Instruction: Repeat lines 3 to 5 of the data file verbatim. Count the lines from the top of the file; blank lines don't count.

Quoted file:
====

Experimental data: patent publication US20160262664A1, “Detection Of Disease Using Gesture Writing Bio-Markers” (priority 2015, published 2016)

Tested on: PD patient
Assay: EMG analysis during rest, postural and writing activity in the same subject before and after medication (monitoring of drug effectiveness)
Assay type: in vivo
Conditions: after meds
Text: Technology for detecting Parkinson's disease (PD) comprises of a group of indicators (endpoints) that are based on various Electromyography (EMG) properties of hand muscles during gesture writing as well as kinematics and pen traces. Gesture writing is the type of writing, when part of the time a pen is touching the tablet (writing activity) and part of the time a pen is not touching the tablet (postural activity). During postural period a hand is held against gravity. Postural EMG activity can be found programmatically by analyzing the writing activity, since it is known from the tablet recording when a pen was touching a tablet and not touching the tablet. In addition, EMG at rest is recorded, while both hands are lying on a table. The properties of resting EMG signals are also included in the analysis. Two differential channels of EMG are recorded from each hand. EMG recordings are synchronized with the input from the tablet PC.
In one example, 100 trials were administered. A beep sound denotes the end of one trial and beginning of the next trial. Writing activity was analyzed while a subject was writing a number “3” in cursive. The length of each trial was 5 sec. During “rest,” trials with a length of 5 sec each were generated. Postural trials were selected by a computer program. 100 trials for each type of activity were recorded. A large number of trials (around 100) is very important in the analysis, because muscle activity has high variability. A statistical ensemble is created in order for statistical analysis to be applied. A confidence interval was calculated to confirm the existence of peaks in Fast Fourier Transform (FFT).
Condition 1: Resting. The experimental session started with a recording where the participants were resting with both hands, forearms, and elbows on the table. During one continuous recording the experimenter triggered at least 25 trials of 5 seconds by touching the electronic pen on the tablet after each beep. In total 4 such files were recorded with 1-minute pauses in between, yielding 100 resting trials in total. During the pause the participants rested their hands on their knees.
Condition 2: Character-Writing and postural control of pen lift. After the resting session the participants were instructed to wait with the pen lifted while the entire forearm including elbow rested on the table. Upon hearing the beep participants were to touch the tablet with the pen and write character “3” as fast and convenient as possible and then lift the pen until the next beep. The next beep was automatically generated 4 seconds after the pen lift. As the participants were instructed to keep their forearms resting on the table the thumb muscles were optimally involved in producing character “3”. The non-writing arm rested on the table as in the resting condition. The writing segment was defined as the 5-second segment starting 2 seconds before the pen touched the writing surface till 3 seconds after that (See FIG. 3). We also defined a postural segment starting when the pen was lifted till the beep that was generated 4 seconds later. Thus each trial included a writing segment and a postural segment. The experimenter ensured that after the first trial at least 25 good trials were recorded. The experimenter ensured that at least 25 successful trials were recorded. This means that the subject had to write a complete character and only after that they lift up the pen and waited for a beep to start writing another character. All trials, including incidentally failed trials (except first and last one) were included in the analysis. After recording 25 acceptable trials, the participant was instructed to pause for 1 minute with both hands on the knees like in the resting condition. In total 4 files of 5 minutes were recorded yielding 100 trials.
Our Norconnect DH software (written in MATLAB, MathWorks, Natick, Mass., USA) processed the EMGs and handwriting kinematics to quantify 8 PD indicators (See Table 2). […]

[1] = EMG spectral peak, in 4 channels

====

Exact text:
Assay: EMG analysis during rest, postural and writing activity in the same subject before and after medication (monitoring of drug effectiveness)
Assay type: in vivo
Conditions: after meds